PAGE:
If you are a home owner with a prime rate mortgage, you may have passed over news about mounting problems in the subprime market, assuming those troubles had nothing to do with you. Unfortunately some of the latest market research is pointing to a spillover effect into the prime mortgage market, revealing that many prime borrowers, especially those with second mortgages or home equity loans, may be at risk of defaulting on those second liens.
Indeed this newest foreclosure problem seems to lie with those took on “second-lien loans” during the past few years. (A lien is a claim on a property. First mortgages hold a first lien on homes, meaning the first mortgage lenders have first claim on the house if the borrower goes into foreclosure. Any secondary liens must try to recover losses from the property after the first lender has already collected his due.) Many home buyers even with good credit resorted to taking out second mortgages on top of their first mortgages in order to get into a home with little or no down payment. This was especially true of those buying in real estate hot spots like California and Florida where rapidly rising home prices made traditional mortgage borrowing impossible for middle- to low-income buyers. Now that market conditions have turned, man y of these borrowers are finding it hard to keep with both home loans.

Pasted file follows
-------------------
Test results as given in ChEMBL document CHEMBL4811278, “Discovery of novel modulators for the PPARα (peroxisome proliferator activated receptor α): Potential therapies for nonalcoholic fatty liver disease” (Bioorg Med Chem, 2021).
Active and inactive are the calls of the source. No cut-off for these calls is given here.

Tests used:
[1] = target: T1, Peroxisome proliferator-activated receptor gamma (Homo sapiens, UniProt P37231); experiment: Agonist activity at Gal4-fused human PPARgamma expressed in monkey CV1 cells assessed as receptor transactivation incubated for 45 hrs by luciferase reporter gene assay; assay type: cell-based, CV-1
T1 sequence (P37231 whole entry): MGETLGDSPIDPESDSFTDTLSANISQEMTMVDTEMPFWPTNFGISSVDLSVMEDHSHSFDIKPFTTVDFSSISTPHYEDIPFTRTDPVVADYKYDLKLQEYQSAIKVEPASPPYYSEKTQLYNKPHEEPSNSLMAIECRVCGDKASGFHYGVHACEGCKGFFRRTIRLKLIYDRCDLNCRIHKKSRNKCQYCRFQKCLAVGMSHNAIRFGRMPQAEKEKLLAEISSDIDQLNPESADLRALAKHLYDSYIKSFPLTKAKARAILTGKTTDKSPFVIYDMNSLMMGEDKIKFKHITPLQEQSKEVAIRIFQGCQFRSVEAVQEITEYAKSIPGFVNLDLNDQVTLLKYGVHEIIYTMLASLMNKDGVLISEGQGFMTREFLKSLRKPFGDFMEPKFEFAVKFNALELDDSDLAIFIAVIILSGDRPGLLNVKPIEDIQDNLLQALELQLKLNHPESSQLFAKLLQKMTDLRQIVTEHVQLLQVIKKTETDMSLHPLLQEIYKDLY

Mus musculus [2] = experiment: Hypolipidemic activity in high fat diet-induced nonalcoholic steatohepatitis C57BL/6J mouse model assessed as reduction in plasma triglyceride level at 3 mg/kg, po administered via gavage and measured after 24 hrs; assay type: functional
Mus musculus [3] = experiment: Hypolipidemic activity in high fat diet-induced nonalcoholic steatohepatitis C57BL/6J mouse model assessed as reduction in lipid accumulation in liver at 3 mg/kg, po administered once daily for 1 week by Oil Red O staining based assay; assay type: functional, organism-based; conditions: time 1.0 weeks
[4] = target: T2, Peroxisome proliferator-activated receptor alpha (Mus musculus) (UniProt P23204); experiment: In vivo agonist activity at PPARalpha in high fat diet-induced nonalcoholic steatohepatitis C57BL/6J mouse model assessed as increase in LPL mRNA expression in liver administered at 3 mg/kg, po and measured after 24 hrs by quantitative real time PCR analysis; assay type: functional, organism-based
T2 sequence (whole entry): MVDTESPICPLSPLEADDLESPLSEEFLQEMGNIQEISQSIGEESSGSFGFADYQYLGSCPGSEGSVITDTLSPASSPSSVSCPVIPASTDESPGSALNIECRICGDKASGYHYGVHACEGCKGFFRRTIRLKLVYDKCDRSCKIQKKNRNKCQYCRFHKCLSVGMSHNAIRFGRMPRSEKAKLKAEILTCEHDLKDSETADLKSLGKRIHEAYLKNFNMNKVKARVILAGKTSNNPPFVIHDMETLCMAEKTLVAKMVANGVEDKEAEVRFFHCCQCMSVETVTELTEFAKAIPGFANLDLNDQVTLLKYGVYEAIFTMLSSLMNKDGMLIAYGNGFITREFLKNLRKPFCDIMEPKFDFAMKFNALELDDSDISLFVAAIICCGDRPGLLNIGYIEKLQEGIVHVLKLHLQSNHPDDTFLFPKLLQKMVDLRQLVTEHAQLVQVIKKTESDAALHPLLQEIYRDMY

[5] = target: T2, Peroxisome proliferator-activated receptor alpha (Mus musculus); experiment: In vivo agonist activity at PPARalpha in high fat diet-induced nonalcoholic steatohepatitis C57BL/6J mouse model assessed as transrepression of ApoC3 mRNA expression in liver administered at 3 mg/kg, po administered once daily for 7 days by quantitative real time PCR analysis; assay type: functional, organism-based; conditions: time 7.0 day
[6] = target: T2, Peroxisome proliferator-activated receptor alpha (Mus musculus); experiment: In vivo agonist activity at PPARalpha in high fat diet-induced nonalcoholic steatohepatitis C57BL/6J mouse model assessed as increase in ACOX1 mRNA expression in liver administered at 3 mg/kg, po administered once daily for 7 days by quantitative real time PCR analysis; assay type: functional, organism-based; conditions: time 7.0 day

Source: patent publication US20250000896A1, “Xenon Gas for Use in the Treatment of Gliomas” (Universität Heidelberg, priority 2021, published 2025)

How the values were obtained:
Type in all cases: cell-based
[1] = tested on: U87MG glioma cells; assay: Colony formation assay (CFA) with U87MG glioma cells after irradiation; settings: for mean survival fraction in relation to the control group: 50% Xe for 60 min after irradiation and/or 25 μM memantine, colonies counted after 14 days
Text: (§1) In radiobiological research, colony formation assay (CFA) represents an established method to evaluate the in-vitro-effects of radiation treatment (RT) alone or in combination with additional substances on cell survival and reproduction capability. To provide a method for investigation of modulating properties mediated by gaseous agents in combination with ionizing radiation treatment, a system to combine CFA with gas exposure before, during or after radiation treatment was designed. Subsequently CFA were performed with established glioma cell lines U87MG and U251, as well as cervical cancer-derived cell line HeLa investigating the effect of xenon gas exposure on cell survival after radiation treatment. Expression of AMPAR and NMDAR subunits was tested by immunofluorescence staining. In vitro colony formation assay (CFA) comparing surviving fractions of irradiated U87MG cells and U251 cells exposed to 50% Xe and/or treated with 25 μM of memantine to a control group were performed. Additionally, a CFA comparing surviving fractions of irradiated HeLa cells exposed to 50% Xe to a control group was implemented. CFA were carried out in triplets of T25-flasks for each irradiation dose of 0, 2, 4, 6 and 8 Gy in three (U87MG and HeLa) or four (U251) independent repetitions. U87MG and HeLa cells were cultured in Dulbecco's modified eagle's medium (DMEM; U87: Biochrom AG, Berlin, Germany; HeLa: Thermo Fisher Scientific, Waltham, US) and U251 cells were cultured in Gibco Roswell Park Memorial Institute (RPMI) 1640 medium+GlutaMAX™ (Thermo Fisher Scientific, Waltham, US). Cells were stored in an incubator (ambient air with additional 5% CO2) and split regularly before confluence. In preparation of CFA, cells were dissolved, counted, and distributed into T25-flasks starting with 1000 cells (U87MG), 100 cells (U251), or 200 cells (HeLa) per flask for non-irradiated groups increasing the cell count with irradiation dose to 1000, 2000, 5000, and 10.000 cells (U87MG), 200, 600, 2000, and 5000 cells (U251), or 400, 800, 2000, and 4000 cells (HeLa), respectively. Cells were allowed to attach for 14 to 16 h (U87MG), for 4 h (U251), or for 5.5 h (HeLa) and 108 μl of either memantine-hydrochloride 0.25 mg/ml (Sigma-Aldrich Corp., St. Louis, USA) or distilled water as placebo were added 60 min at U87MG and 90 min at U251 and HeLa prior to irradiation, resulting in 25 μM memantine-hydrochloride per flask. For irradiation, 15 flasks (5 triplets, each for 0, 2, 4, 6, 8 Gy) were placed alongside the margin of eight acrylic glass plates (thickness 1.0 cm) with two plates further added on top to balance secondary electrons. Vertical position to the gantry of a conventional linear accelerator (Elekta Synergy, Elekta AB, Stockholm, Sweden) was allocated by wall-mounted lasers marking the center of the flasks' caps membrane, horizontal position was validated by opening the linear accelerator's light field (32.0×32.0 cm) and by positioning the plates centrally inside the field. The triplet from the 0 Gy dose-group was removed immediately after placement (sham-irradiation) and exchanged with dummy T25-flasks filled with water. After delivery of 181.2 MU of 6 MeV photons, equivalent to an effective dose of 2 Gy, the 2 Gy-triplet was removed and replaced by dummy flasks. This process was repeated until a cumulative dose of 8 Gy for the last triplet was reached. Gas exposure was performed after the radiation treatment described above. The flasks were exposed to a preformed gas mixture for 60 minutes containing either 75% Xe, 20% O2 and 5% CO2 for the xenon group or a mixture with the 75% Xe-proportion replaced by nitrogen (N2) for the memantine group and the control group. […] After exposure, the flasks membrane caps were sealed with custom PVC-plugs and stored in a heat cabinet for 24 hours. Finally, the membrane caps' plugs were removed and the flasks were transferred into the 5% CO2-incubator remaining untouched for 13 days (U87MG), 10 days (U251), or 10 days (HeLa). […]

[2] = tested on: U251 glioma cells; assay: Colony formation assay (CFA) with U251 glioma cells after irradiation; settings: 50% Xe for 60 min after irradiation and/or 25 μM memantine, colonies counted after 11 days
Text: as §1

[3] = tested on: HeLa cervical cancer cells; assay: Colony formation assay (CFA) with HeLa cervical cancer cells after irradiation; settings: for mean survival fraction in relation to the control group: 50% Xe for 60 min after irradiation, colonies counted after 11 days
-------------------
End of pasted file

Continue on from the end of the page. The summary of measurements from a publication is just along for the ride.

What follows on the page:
Even many of those who were able to get into homes with more conventional means have since turned to home equity loans or home equity lines of credit to help pay off their costly first mortgages. “Unable to afford their own homes, [borrowers] turned to increasingly risky mortgage products,” said House Representative Amy Klobuchar (D-Minnesota), Wednesday before a hearing of the Joint Economic Committee looking at the national foreclosure crisis. These “risky mortgage products” included second lien loans with adjustable interest rates. Now that market rates gave been rising for the past several months, those secondary loans are becoming increasingly pricey for homebuyers already stretched to their financial limits.
These prime rate borrower struggles are having a real effect on the mortgage market. Countrywide Financial, for example, the nation’s largest mortgage lender, announced Tuesday that it saw a major profit loss (a 33 percent drop from the first quarter) during the last quarter as a result of the rise in late payments and foreclosures on second lien loans. Borrowers with two loan commitments tend to let the secondary loan lapse before defaulting on the primary mortgage, as has been reflected by current foreclosure data.
So, if you have found yourself in this boat, what should you do to avoid foreclosure on either of your loans? One of the most popular options is to refinance both mortgages into just one home loan, hopefully reducing the total interest and monthly payments. Another option, however less appealing, is to sell the home to recover some profit before losing it all in foreclosure proceedings. And at the very least, you should be in close contact with both of your mortgage lenders. Let them know the extent of your financial straits. Most will be willing to work with you to arrange a modified payment schedule until you can resume the regular one; they also want to avoid foreclosure at almost any cost. If you are having difficulty paying both your primary and second mortgage or home equity loan, the key is to act immediately to remedy the situation before you end up as just one of the sad prime mortgage foreclosure statistics.